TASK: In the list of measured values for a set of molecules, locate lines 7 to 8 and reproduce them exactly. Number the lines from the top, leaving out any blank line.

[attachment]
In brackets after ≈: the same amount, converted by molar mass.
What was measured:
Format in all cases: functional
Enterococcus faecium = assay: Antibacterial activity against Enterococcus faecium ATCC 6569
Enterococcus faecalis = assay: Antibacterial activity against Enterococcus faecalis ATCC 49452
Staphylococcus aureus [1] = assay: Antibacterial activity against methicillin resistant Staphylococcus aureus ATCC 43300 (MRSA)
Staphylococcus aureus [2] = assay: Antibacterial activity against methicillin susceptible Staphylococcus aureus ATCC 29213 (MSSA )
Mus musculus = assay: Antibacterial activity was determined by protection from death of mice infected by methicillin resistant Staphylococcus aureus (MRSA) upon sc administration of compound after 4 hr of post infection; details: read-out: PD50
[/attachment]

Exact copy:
Staphylococcus aureus [2] = assay: Antibacterial activity against methicillin susceptible Staphylococcus aureus ATCC 29213 (MSSA )
Mus musculus = assay: Antibacterial activity was determined by protection from death of mice infected by methicillin resistant Staphylococcus aureus (MRSA) upon sc administration of compound after 4 hr of post infection; details: read-out: PD50